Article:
This course focuses on the main developments and expressions of Hinduism in India. First, we begin with a discussion of the pre-Āryan, indigenous religious context of the Indus Valley, and then turn to the emergence of the Vedas, the earliest stratum of the Hindu tradition. We will then examine the development of the Hindu Upaniṣads, a highly philosophical genre of literature that significantly questions the religious efficacy of the sacrificial, ritual-based Vedas. Finally, we will turn to the devotional and ritual contexts of the many gods and goddesses, and what is sometimes called “popular Hinduism.” Along the way, we will explore such major topics as: the changing conceptions of sacrifice; the inquiries into the nature of the self; the nature of the Ultimate; the role and development of devotion; mythology; ritual and its functions; the influence of Buddhism and Islam; and the character of Hinduism in modern India.
1. To gain a broad understanding of the historical development of Hinduism;
2. To become familiar with the basic religious, philosophical, and social aspects of Hinduism;
3. To develop a comparative understanding of Hinduism as it relates to other religious traditions;
All assignments must be completed on time. Turning in anything late will lower your grade on that assignment by 1/3 of a letter grade, and an additional 1/3 for each additional day. In order to receive a passing grade in this course, you must complete all assignments.
Grades will be based on: 1. Two 1200-1500 word essays - each of which will count for 35% of the final grade. The first of these is due on 3 October, the second on 14 November; and 2. Active participation in class discussions, which will count 30% of the final grade.
About Plagiarism: Plagiarism is the use of another person’s distinctive ideas or words without acknowledgment. The incorporation of another person’s work into one’s own requires appropriate identification and acknowledgment, regardless of the means of appropriation. The following are considered to be forms of plagiarism when the source is not noted:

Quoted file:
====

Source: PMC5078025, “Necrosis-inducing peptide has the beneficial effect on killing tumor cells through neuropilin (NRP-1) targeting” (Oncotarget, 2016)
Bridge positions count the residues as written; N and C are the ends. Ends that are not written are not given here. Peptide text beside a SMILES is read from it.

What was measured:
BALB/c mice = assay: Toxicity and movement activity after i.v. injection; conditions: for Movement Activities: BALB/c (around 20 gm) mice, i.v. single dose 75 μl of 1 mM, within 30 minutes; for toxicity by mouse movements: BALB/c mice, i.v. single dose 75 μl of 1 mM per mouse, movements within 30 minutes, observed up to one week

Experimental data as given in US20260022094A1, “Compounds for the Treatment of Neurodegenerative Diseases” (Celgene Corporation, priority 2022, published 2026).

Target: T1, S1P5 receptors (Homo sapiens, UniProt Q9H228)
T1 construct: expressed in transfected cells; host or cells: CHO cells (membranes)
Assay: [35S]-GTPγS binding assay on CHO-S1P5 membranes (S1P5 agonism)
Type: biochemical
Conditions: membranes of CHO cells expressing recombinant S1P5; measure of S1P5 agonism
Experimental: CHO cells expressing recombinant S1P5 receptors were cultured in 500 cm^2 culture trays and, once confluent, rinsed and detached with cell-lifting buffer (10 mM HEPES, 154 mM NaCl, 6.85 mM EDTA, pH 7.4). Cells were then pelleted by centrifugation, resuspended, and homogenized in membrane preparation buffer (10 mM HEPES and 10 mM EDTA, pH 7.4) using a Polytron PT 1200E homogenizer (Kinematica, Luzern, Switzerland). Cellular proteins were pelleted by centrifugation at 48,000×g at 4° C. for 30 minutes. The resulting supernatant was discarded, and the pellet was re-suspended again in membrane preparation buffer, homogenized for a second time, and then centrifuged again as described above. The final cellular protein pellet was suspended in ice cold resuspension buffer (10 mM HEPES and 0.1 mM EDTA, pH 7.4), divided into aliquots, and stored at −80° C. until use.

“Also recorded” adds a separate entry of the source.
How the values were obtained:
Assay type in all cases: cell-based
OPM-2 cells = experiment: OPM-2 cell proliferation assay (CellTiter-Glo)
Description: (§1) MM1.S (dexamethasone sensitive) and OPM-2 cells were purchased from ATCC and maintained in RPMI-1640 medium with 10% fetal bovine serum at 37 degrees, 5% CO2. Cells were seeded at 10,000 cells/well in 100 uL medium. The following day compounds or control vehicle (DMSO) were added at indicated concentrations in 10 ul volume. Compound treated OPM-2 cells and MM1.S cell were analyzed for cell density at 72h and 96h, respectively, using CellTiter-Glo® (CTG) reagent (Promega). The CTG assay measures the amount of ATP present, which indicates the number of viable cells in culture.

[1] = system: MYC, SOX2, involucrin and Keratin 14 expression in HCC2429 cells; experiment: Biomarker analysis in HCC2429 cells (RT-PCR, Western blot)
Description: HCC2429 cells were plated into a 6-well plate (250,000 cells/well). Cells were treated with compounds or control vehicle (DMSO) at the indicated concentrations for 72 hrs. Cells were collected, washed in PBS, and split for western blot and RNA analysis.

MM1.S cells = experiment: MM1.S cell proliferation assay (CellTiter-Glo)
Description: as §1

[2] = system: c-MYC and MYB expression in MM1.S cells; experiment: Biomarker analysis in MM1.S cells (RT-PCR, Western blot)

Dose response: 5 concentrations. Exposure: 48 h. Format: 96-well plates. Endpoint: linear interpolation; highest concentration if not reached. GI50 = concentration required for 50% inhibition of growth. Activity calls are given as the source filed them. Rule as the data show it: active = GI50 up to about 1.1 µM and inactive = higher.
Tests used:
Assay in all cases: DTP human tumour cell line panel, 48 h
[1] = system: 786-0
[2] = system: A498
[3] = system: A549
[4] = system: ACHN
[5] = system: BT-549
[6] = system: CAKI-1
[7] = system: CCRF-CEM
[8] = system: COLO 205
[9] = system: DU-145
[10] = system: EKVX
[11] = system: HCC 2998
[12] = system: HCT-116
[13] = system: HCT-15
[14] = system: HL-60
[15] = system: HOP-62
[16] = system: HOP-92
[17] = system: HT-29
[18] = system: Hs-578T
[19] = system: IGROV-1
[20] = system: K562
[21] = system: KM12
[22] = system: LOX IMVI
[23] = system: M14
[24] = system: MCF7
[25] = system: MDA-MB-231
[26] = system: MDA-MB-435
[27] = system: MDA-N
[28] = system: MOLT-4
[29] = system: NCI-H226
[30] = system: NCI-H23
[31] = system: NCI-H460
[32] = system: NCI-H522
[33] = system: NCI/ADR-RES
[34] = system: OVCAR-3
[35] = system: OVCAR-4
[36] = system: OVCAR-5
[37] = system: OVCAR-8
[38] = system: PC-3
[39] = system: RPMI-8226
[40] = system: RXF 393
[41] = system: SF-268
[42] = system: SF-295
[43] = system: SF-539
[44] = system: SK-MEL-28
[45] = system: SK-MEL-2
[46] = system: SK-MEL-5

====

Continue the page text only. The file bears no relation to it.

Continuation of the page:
- word-for-word copying of another person’s ideas or word
- the mosaic (the interspersing of one’s own words here and there while, in essence, copying another’s work
- the paraphrase (the rewriting of another’s work, yet still using their fundamental idea or theory)
- fabrication (inventing or counterfeiting sources
- submission of another’s work as one’s own
- neglecting quotation marks on material that is otherwise acknowledged
I take plagiarism very seriously. If you plagiarize, you will receive a zero on that assignment. You should know that all essays will be checked; software is widely available, including on Canvas, that will allow you to check your own work to be sure you have not unwittingly plagiarized. Please use these tools.
1. Gavin Flood, An Introduction to Hinduism (Cambridge)
2. Diana L. Eck, Darsan (Columbia)
3. Laurie Patton, trans, The Bhagavadgita (Penguin)
4. U.R. Murthy, Samskara (Oxford)
5. C.J. Fuller, The Camphor Flame (California)
There is also a collection of required readings that are linked to the assignments.
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